We are sitting pretty, but how do we make sure that we don’t blow it?
Finally, there is the category of campaigns where everyone, including the candidate, expects to win. I emphasize the word “expects”because things do not always turn out the way they want. Think Carl Paladino in NY23. The candidate rarely got out with the general public and the campaign staff did their best to limit press contact with the candidate. They claimed to have a poll showing them winning big. They expected to win. But a candidate’s history can rear its ugly head, like the audio of Paladino speaking highly of Adolph Hitler, which was discovered through some aggressive candidate opposition research from an interview that preceded the election campaign. It worked for the dark PAC that funded the negative ads that helped Nick Langworthy win the primary.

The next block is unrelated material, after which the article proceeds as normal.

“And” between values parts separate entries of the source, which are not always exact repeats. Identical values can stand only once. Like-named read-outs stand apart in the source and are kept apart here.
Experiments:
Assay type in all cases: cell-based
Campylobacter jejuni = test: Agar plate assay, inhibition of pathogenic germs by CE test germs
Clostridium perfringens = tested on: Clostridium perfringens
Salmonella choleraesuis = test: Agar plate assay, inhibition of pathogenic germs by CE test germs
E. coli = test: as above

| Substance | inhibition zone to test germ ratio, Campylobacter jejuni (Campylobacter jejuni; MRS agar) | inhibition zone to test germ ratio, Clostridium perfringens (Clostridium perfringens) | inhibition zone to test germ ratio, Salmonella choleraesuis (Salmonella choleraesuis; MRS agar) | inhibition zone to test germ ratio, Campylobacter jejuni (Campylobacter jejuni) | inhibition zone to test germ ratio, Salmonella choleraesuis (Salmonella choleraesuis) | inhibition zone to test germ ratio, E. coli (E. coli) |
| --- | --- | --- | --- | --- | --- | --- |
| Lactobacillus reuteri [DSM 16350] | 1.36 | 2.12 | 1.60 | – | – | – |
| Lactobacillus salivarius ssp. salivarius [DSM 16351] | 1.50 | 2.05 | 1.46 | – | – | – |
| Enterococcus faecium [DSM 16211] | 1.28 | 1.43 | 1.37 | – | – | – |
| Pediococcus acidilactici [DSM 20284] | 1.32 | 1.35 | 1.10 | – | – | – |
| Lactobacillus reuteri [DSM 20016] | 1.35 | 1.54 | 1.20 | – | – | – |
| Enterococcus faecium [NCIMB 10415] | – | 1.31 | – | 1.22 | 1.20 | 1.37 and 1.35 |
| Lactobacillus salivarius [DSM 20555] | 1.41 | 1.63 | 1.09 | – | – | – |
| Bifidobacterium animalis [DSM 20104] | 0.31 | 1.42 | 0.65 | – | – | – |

We are watching this type of scenario play out in the United States Senate race in Georgia. On paper the Republican Party and Donald Trump thought they had a lot going for them with former football star Herschel Walker as the candidate. Neither the party nor the former guy seemed to have bothered to do their own opposition research on Walker to determine what might come up that would derail their candidate. So they have been left with either saying they didn’t know or choosing to ignore such things. Lies about a supposed past public safety job; or a successive business past; or just how many children Walker fathered have gotten in the way of the campaign. And then there is the matter of having the candidate failing to disclose to his team that while he was staking out a strict anti-abortion position, his history seems to show him financing one or more abortions for women he knew. The party must realize that they are now stuck with an unqualified candidate.